Monday, July 06, 2015

A Life In The Public Square
By Randy Boyagoda

OVERVIEW: Best known as the editor in chief of First Things magazine, a fixture in the national media, and a personal counselor to Pope John Paul II and President George W. Bush, Richard John Neuhaus was a brilliant, hard-charging hero for religious and political conservatives, and a fearsome, well-connected nemesis of religious and secular liberals. But his remarkable array of involvements in American public life weren't always conservative, or Catholic for that matter. For all the headline-grabbing and powerful influence, however, the heart of this captivating biography is the story of a man motivated in all things by a simple love of God—from his humble beginnings during the Depression in rural Canada to his days as a young Lutheran pastor in the inner cities of Brooklyn and then Manhattan to his years as, arguably, the most influential religious voice in America.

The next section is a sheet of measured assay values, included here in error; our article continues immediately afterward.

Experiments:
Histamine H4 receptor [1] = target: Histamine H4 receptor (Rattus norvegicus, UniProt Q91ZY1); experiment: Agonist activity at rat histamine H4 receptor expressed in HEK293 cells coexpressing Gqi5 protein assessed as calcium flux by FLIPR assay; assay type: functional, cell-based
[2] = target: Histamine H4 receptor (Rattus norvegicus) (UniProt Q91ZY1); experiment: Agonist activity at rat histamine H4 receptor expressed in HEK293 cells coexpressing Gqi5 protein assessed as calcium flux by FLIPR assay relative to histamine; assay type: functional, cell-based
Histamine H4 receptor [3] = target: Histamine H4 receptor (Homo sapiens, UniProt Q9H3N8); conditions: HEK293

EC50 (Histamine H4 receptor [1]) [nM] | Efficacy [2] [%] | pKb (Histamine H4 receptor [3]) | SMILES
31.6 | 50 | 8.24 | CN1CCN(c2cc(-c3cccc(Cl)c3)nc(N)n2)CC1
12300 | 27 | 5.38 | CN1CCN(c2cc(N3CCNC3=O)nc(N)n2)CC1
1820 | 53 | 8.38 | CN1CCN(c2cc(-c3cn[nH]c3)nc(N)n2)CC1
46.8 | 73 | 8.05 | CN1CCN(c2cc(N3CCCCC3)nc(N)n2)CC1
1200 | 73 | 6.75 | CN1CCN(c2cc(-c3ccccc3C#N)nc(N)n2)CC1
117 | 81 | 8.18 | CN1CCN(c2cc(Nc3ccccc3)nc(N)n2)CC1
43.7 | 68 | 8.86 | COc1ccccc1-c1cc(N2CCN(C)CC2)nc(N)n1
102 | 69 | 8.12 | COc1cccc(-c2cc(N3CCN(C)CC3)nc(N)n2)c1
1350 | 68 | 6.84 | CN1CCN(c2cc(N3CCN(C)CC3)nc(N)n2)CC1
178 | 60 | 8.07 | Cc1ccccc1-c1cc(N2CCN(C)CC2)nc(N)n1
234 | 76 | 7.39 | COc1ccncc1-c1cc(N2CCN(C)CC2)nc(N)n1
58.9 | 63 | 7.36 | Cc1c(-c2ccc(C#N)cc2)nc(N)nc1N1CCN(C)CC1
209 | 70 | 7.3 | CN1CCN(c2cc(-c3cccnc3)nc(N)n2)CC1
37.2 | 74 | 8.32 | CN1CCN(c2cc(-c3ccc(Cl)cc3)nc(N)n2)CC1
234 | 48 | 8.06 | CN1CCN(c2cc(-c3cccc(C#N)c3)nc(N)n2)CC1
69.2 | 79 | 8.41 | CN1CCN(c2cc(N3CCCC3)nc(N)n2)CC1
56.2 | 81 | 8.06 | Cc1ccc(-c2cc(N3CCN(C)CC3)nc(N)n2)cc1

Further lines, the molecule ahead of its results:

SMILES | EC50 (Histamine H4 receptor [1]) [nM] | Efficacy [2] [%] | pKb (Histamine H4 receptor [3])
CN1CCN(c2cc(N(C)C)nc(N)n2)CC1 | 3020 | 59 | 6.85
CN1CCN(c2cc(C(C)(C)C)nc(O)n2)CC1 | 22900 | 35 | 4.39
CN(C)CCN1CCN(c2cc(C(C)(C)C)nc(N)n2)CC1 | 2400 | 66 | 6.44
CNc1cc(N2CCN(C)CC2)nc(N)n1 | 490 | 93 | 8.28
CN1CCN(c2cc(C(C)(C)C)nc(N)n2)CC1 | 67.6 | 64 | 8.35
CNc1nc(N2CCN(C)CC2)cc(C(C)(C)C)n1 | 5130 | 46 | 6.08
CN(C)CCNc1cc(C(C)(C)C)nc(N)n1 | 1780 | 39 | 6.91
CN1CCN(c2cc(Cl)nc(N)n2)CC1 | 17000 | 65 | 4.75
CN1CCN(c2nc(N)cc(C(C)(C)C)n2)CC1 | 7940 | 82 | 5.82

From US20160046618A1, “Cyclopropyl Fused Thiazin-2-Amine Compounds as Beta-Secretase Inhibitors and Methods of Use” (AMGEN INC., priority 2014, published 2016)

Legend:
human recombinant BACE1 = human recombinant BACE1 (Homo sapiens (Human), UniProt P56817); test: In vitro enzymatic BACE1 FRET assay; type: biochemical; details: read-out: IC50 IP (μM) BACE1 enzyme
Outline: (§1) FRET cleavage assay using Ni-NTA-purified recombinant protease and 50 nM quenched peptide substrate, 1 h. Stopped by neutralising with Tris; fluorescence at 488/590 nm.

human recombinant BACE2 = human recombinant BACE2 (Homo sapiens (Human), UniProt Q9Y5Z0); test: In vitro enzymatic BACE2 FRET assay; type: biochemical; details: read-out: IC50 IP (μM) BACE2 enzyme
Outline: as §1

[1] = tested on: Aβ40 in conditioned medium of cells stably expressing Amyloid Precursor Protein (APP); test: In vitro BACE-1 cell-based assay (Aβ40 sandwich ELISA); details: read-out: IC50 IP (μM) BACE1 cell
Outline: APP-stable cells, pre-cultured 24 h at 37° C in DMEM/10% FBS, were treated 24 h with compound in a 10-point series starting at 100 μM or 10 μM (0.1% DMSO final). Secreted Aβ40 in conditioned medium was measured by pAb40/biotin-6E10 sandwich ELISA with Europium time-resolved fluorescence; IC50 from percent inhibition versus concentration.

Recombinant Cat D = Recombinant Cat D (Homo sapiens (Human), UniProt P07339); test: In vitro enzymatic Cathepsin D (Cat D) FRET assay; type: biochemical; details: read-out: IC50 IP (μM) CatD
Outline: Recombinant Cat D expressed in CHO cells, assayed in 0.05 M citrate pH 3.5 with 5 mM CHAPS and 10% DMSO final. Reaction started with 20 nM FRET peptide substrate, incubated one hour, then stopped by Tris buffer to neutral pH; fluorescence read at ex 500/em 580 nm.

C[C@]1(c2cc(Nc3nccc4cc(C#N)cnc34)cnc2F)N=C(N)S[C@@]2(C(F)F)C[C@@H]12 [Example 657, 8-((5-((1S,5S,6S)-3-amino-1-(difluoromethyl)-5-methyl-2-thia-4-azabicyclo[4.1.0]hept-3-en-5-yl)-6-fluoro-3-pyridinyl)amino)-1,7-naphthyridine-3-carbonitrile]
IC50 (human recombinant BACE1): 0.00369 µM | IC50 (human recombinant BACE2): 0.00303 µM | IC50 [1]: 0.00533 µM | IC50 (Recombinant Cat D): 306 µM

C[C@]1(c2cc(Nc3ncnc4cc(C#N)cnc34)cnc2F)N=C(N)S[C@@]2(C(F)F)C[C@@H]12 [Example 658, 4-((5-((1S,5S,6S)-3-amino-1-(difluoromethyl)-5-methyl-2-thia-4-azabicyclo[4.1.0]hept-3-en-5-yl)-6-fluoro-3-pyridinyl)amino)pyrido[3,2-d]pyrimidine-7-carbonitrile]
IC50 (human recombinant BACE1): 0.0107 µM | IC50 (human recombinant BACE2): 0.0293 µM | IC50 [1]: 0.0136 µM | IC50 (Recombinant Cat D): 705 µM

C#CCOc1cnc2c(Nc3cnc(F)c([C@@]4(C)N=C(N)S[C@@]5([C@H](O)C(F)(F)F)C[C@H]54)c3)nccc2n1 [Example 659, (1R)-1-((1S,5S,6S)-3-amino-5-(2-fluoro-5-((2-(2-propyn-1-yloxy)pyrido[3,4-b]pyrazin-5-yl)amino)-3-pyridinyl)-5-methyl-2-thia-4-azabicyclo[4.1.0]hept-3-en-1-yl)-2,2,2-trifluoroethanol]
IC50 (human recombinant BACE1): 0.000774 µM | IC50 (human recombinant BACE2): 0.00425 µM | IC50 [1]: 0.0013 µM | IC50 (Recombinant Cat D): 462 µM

AUTHOR: Randy Boyagoda is a professor of American Studies at Ryerson University in Toronto. His most recent novel, Beggar's Feast, was selected as a New York times Book Review Editor's Choice, was nominated for the 2013 IMPAC Dublin Literary Award, and hs been published to critical acclaim around the world. He written for a variety of publications, including the New York Times, the Wall Street Journal, the Financial Times, First Things, the New Statesman, and Harper's.

MY REVIEW: Richard John Neuhaus lived a fascinating and active life. This is a captivating biography. Neuhaus was one of the leading religious figures of the 20th century. He passionately defended and encouraged bringing religion into the public square. My personal beliefs and doctrine is vastly different than his, both when he was a Lutheran and then as a Catholic. But I strongly agree with his feelings about bringing religion into everyday life in general and especially politics.

I recommend this book to all those who love to read biographies. This is a good one! You will be interested in a man who was labeled sometimes as liberal and others times as conservative. "Neuhaus was truly a sign of contradiction in our times." Author Randy Boyagoda has written a biography that is balanced, interesting and relevant. He has done careful research and although he writes in a very detailed way, he is able to hold your interest.

(I received this book from Blogging For Books in exchange for a fair and honest review.)